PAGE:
6 sky, garment; & instrument, sun-shine; or trees, tomtom or drum, birds, gladness; 6. war, sound, dancing-master; uç sex, sign; 63 distempers, anger; & lust, colour (also the name of a heathen God in Oriental mythology); co houses, asterism, gluttony; 6 God, wind, desert (also God of that name); meditation, village; members (of the

body), matters;

*

heat, inside of a bower, thunder; wę

moon, prosody, supreme person, message, joint or junction; 6∞ taste, mercury, ray, water; 6ɩðs gems; 88 followers or attendants, garments; 8c impudence;

feet, rays, traps, milk, trees, style or idiom;

ascetic, mind;

of a heathen God); ∞ caustic, neck, faggots;

flesh, stone, beard;

e sea (also name

es caste, rain,

6 (species of the

year, Bamboo; Lion); arm, cruelty; speech, doctrines, arrows; assemblage, sorrow; wealth, speaker, orator, eminent person;

ring, chank, army; lamps, islands, life;

lofts,

(an

couches, touch; Sɔ country, senses; earth, trap, side; s truth, corn, curse; quality, goodness, hearing, implement of husbandry) plough; ∞ being, seven, umbrella, good quality; 3 ear, sorrow; 2 merit, upper part of the arm; q (Seat of Indra), also (a medicinal fruit) emblic myrobalan, sour; &c.

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The following nouns are of the feminine gender: viz. lightning, science; & woman, creeper; De rivers, a line; row, Pali (or Maghadah language); Boss night, saffron; o wisdom; & lust; @sport;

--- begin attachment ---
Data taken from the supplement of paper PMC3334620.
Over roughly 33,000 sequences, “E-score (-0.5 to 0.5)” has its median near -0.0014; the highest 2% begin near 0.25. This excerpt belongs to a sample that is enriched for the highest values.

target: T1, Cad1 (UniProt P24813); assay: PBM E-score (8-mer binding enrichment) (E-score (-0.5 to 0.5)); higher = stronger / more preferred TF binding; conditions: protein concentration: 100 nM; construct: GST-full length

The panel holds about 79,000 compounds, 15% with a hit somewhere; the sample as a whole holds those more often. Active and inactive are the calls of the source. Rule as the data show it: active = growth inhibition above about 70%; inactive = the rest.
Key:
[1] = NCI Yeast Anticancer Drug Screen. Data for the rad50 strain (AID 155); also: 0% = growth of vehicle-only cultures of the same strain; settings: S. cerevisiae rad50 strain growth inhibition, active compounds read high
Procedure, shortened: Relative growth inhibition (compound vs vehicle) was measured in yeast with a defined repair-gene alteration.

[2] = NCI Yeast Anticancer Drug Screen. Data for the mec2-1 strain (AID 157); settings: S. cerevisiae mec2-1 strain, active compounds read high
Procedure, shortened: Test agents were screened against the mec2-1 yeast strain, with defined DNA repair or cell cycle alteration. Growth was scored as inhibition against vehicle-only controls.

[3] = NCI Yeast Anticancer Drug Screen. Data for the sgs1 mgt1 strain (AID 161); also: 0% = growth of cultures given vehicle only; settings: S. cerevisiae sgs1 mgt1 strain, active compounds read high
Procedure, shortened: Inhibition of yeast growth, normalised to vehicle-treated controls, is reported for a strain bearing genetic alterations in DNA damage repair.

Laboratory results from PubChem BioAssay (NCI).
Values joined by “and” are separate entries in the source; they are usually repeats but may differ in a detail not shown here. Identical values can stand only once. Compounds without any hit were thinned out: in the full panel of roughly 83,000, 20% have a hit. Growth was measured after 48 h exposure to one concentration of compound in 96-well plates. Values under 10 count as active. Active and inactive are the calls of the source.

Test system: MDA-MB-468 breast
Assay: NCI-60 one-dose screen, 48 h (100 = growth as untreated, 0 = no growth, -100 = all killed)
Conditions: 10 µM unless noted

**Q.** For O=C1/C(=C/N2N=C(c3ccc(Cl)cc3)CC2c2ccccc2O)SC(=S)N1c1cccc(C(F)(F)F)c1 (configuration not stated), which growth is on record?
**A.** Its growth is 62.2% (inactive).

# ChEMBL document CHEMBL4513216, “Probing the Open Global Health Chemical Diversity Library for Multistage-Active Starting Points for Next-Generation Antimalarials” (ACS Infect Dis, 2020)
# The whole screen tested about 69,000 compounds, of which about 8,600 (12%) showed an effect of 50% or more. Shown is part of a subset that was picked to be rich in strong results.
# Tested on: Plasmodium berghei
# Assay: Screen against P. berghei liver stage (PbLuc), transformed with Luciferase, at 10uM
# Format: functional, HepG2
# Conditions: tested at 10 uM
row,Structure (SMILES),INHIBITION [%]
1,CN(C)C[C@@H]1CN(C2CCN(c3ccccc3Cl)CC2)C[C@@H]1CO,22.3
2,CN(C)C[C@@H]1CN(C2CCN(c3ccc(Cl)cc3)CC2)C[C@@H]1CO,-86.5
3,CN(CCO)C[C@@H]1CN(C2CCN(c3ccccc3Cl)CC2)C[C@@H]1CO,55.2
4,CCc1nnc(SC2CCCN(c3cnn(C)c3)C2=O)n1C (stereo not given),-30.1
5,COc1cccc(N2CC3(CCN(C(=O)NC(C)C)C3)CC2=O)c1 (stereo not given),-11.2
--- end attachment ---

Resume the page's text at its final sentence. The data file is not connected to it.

light; e faith, shame;

ground;

girdle, sash; &c. †

When verbal appellatives, or adjectives, or masculine terms are employed to convey a feminine signification, the termination & is very frequently used; e. g.

* Vide Clough's Dictionary, Vol. 11. p. 168. xi.

It is remarkable that all neuter nouns derived from the Sanscrit and the Maghadha languages into the Singhalese are of the masculine gender; and that masculine and feminine nouns when so derived retain their respective genders in the Singhalese language.

See note (*) at p. 11.

a.

Feminine verbal appellatives—

whetter (from the verb whet);

(a female) who-became-glad;

escapes; &c.

(a female)

(a female) creator;

(a female) who